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5 Lame Excuses Why You’re Not Doing Videos (And How to Start!)

By: Lou Bortone | 14 Comments
 

They’ve started the Online Video Revolution without you.  The train has left the station.  You’re yesterday’s news.  Use whatever cliché you want, but the hype is true.  The Internet is being driven by video.  In fact, 90 percent of all Internet traffic will be video within the next three years, according to Cisco and YouTube.  Simply put, if you’re not embracing video, you’re missing a huge opportunity.

So why are you still putting it off?  Here are the five most common lame excuses, along with some tough love suggestions for getting your video act together:

1.      You don’t like the way you look on camera

Are you camera-shy or just plain uncomfortable on camera?  Join the club.  For the vast majority of us not blessed with George Clooney or Jennifer Aniston good looks, being on camera is not a natural, everyday thing.  That leaves you with two options:

Plan A is to suck it up, buttercup!  Get used to it.  Practice.  Work at it.  Force yourself outside your comfort zone until it gets easier.  (Otherwise, you can do what I do and hide behind kids, costumes, pets or props!)

If you’re absolutely dead set against being on camera, or you’ve got a pimple the size of Cleveland on your forehead, then you’ve got to go to Plan B:  Skip the camera altogether and do a PowerPoint video, screencast, photo montage, or some other “off-camera” alternative.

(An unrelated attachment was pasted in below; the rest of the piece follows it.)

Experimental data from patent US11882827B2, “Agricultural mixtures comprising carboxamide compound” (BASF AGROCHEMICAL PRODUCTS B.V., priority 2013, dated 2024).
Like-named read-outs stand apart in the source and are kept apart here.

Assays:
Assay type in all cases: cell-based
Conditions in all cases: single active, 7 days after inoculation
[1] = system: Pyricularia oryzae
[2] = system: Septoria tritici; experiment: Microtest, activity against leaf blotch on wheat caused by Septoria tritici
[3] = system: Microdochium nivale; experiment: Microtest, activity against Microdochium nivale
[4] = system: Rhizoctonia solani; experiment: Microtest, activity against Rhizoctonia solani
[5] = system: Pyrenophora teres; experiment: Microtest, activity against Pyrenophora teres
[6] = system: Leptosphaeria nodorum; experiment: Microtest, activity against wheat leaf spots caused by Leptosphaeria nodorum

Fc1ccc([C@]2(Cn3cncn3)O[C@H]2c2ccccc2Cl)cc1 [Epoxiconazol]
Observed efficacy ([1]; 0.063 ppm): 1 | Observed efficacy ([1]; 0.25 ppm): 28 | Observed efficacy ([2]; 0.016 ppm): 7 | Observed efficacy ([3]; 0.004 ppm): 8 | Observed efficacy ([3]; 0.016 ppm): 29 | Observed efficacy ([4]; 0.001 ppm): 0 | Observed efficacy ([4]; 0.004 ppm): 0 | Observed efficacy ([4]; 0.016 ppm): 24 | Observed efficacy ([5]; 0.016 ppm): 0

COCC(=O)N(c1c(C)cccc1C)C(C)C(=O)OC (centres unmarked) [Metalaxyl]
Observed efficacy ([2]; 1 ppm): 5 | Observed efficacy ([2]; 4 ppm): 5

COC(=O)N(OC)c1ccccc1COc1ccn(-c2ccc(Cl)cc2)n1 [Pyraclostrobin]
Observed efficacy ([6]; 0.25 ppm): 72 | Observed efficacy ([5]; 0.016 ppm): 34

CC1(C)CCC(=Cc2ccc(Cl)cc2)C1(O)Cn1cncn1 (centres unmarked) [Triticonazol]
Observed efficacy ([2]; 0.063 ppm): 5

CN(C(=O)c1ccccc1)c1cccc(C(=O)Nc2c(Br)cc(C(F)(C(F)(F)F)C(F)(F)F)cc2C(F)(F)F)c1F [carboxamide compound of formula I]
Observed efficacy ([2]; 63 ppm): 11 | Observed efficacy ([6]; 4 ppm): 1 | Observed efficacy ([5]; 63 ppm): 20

2.      You’re technophobic

If you can do PowerPoint, you can do video.  If you have a webcam, you can do video.  Heck, if you have an iPhone, you can do video!  Video has become mainstream, low-tech and easier than ever.  The truth is you need very little equipment or technical skills to crank out decent video.  Fear of technology is no excuse, because today there’s so little technology required to produce video.

3.      You don’t have time

Make time.  Video marketing is an investment and you’ll find that it’s time well spent.  Your first few attempts may take a little more time, but once you develop a process that works for you, you’ll get better and faster at it.  Stick to your system and the time challenge won’t be as daunting as you think.  I set aside a few hours on the weekend and do several videos at the same time.

4.      You think it’s too expensive

This is old-school thinking.  Sure, it used to be cost-prohibitive, but you’re not making a major motion picture or producing a Super Bowl commercial.  YouTube is free; Facebook is free; webcams are $30 dollars… You can even edit your video right on YouTube for free.  And if you have a smart phone, you have a video camera in your pocket.  Even if you really want to go hog wild and get studio lights or editing software, you don’t need to spend more than a couple hundred bucks.

5.      You’re not sure where to begin